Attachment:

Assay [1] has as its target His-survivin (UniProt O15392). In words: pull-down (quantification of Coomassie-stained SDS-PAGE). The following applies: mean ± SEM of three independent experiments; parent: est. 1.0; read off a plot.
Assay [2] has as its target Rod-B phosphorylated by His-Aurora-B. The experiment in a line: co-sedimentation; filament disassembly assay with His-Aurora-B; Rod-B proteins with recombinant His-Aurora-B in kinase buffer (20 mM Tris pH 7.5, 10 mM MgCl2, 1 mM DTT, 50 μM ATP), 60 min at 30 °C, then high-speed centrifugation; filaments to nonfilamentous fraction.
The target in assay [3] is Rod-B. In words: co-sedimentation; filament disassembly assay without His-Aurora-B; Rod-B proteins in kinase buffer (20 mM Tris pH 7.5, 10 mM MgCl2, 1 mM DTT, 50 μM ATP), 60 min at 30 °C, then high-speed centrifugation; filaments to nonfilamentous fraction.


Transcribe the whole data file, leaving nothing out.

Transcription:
Assay [1] has as its target His-survivin (UniProt O15392). In words: pull-down (quantification of Coomassie-stained SDS-PAGE). The following applies: mean ± SEM of three independent experiments; parent: est. 1.0; read off a plot.
Assay [2] has as its target Rod-B phosphorylated by His-Aurora-B. The experiment in a line: co-sedimentation; filament disassembly assay with His-Aurora-B; Rod-B proteins with recombinant His-Aurora-B in kinase buffer (20 mM Tris pH 7.5, 10 mM MgCl2, 1 mM DTT, 50 μM ATP), 60 min at 30 °C, then high-speed centrifugation; filaments to nonfilamentous fraction.
The target in assay [3] is Rod-B. In words: co-sedimentation; filament disassembly assay without His-Aurora-B; Rod-B proteins in kinase buffer (20 mM Tris pH 7.5, 10 mM MgCl2, 1 mM DTT, 50 μM ATP), 60 min at 30 °C, then high-speed centrifugation; filaments to nonfilamentous fraction.